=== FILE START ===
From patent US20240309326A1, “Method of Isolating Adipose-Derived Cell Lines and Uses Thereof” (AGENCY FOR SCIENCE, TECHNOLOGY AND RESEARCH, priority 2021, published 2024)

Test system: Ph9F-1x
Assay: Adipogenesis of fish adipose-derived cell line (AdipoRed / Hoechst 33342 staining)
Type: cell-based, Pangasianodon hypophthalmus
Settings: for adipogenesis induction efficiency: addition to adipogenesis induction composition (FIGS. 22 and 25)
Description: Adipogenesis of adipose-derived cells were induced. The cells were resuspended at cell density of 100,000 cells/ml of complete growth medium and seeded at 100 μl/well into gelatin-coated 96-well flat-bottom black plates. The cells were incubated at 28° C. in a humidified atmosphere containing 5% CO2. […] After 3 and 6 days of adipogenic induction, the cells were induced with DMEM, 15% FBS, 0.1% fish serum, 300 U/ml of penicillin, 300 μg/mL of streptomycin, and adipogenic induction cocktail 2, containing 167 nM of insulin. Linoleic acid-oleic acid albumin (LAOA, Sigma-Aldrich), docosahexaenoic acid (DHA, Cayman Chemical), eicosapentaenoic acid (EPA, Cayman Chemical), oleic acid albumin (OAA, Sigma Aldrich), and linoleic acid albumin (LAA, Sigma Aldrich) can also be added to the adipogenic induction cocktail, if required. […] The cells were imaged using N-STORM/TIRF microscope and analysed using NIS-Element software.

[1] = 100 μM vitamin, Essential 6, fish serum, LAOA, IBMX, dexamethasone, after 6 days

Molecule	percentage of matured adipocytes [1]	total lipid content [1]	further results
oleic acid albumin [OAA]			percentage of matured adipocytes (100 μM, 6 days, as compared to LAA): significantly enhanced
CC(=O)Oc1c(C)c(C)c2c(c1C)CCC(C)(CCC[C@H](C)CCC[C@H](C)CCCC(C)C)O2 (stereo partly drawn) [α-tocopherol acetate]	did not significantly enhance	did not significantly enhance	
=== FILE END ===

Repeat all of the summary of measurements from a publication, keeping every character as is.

From patent US20240309326A1, “Method of Isolating Adipose-Derived Cell Lines and Uses Thereof” (AGENCY FOR SCIENCE, TECHNOLOGY AND RESEARCH, priority 2021, published 2024)

Test system: Ph9F-1x
Assay: Adipogenesis of fish adipose-derived cell line (AdipoRed / Hoechst 33342 staining)
Type: cell-based, Pangasianodon hypophthalmus
Settings: for adipogenesis induction efficiency: addition to adipogenesis induction composition (FIGS. 22 and 25)
Description: Adipogenesis of adipose-derived cells were induced. The cells were resuspended at cell density of 100,000 cells/ml of complete growth medium and seeded at 100 μl/well into gelatin-coated 96-well flat-bottom black plates. The cells were incubated at 28° C. in a humidified atmosphere containing 5% CO2. […] After 3 and 6 days of adipogenic induction, the cells were induced with DMEM, 15% FBS, 0.1% fish serum, 300 U/ml of penicillin, 300 μg/mL of streptomycin, and adipogenic induction cocktail 2, containing 167 nM of insulin. Linoleic acid-oleic acid albumin (LAOA, Sigma-Aldrich), docosahexaenoic acid (DHA, Cayman Chemical), eicosapentaenoic acid (EPA, Cayman Chemical), oleic acid albumin (OAA, Sigma Aldrich), and linoleic acid albumin (LAA, Sigma Aldrich) can also be added to the adipogenic induction cocktail, if required. […] The cells were imaged using N-STORM/TIRF microscope and analysed using NIS-Element software.

[1] = 100 μM vitamin, Essential 6, fish serum, LAOA, IBMX, dexamethasone, after 6 days

Molecule	percentage of matured adipocytes [1]	total lipid content [1]	further results
oleic acid albumin [OAA]			percentage of matured adipocytes (100 μM, 6 days, as compared to LAA): significantly enhanced
CC(=O)Oc1c(C)c(C)c2c(c1C)CCC(C)(CCC[C@H](C)CCC[C@H](C)CCCC(C)C)O2 (stereo partly drawn) [α-tocopherol acetate]	did not significantly enhance	did not significantly enhance	